The Strucks also use no-till farming, which means they don’t disrupt the soil by plowing between plantings. Instead, they leave the stalks and roots where they are after harvest, and the leftover organic matter sticks around to enrich the soil and help retain moisture. Capturing as much water as possible is important to the Strucks since they farm in a dry region.  

 

Sustainability is key for South Dakota farmer and Hungry for Truth advocate David Struck.

 

Speaking of moisture, they even use special irrigation technology called drop nozzles to reduce the amount of water lost to evaporation. In fact, their evaporation rate is less than a third of what it was 30 years ago.

These strategies may not have been used by David’s great-grandpa when the farm was established, but by embracing change and innovation, the family has grown safe and healthy crops for more than 120 years.

 

Sustainability is key for South Dakota farmer and Hungry for Truth advocate David Struck.

 

“There’s a perception that we’re running big corporate farms out here, that don’t care about the environment or about people, but that’s very untrue,” said David. “There are some big farms, but they’re still family farms with multiple generations involved in every one of them.”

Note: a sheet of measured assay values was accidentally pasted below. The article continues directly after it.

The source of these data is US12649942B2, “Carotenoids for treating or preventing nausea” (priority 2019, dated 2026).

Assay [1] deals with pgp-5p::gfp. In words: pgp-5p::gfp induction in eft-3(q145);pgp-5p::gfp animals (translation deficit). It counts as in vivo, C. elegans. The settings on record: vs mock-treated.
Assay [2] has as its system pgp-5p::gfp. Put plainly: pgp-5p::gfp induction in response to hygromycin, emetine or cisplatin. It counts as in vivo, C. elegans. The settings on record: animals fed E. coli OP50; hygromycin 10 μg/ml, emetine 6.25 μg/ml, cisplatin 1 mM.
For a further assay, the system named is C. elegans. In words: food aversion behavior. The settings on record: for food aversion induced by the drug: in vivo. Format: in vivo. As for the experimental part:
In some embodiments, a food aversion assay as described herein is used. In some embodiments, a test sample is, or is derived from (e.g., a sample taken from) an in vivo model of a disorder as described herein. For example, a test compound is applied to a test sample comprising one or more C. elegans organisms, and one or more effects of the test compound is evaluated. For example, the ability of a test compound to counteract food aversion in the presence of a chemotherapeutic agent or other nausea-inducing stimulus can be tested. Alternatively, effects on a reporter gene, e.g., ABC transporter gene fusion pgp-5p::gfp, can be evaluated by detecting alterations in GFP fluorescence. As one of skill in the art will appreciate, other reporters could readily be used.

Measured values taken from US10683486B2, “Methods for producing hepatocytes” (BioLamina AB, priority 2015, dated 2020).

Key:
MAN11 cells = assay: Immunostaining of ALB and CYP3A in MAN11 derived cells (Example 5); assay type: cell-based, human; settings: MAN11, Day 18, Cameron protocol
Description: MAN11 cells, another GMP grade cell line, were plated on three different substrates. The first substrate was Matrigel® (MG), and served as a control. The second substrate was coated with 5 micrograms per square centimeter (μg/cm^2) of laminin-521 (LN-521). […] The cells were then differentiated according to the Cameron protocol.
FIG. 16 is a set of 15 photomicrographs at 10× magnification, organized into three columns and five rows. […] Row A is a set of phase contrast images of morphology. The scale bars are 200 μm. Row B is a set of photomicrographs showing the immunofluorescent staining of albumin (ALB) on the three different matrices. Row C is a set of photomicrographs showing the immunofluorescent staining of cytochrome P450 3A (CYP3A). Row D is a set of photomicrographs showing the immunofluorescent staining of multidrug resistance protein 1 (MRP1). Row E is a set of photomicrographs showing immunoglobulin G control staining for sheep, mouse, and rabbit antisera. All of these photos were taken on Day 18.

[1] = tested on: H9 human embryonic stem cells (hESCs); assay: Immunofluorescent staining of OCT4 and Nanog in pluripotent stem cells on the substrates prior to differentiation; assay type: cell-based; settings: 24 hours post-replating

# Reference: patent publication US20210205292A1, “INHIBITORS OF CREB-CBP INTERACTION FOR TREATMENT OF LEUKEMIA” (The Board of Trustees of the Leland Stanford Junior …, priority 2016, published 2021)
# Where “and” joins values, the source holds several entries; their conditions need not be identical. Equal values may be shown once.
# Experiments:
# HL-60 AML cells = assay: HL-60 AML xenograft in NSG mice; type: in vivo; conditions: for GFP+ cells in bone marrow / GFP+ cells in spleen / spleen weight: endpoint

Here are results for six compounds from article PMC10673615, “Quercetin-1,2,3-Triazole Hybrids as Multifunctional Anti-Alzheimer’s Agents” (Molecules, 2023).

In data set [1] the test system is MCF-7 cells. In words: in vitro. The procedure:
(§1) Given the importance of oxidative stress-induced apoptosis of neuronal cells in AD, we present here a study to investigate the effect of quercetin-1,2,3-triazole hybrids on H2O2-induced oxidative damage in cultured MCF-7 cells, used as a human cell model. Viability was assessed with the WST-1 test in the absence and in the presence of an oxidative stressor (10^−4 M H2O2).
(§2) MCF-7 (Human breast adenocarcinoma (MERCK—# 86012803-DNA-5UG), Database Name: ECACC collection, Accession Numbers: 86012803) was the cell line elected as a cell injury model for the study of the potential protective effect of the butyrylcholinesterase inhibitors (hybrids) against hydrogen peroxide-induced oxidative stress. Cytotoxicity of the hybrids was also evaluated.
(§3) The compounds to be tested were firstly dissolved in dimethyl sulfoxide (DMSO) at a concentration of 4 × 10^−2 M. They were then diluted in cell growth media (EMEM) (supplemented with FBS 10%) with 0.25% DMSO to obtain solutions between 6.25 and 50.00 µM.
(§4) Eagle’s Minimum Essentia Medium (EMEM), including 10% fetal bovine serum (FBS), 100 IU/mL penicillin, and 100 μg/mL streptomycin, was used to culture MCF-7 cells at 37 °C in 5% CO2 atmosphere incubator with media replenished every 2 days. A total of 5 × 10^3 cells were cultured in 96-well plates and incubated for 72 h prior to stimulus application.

In South Dakota, 98 percent of farms are family owned, and over 2,500 of those have been in the same family for more than a century. While the Strucks have expanded their farm throughout the years, it has always remained a family affair.  

 

Sustainability is key for South Dakota farmer and Hungry for Truth advocate David Struck.

 

“We’re very family oriented out here,” said David. “Are we big? Yes. It’s different than it was 100 years ago, but we’re still family farms, not giant, faceless corporations.”

 

Hungry for Truth is an initiative about food and farming funded by the South Dakota soybean checkoff. The goal is to connect South Dakotans with the farmers who grow and raise their food.